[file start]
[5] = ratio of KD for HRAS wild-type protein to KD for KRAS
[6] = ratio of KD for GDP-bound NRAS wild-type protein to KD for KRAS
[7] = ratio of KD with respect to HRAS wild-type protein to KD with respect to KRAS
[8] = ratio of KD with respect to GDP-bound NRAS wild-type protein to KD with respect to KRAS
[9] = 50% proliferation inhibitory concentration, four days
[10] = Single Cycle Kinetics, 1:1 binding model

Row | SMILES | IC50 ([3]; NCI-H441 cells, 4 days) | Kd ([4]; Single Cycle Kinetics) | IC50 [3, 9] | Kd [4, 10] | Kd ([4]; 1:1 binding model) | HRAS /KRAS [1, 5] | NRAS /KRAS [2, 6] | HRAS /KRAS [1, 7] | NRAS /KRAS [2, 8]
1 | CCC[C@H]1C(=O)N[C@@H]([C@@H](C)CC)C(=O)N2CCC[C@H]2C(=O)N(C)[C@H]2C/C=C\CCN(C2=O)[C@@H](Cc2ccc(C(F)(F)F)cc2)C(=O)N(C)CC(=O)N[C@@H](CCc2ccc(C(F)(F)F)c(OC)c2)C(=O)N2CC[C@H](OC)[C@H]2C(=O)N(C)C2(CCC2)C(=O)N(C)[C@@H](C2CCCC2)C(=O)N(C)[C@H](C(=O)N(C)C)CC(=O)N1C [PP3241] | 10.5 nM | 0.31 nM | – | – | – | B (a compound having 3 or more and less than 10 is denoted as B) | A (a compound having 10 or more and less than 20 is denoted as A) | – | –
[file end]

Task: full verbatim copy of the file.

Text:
[5] = ratio of KD for HRAS wild-type protein to KD for KRAS
[6] = ratio of KD for GDP-bound NRAS wild-type protein to KD for KRAS
[7] = ratio of KD with respect to HRAS wild-type protein to KD with respect to KRAS
[8] = ratio of KD with respect to GDP-bound NRAS wild-type protein to KD with respect to KRAS
[9] = 50% proliferation inhibitory concentration, four days
[10] = Single Cycle Kinetics, 1:1 binding model

Row | SMILES | IC50 ([3]; NCI-H441 cells, 4 days) | Kd ([4]; Single Cycle Kinetics) | IC50 [3, 9] | Kd [4, 10] | Kd ([4]; 1:1 binding model) | HRAS /KRAS [1, 5] | NRAS /KRAS [2, 6] | HRAS /KRAS [1, 7] | NRAS /KRAS [2, 8]
1 | CCC[C@H]1C(=O)N[C@@H]([C@@H](C)CC)C(=O)N2CCC[C@H]2C(=O)N(C)[C@H]2C/C=C\CCN(C2=O)[C@@H](Cc2ccc(C(F)(F)F)cc2)C(=O)N(C)CC(=O)N[C@@H](CCc2ccc(C(F)(F)F)c(OC)c2)C(=O)N2CC[C@H](OC)[C@H]2C(=O)N(C)C2(CCC2)C(=O)N(C)[C@@H](C2CCCC2)C(=O)N(C)[C@H](C(=O)N(C)C)CC(=O)N1C [PP3241] | 10.5 nM | 0.31 nM | – | – | – | B (a compound having 3 or more and less than 10 is denoted as B) | A (a compound having 10 or more and less than 20 is denoted as A) | – | –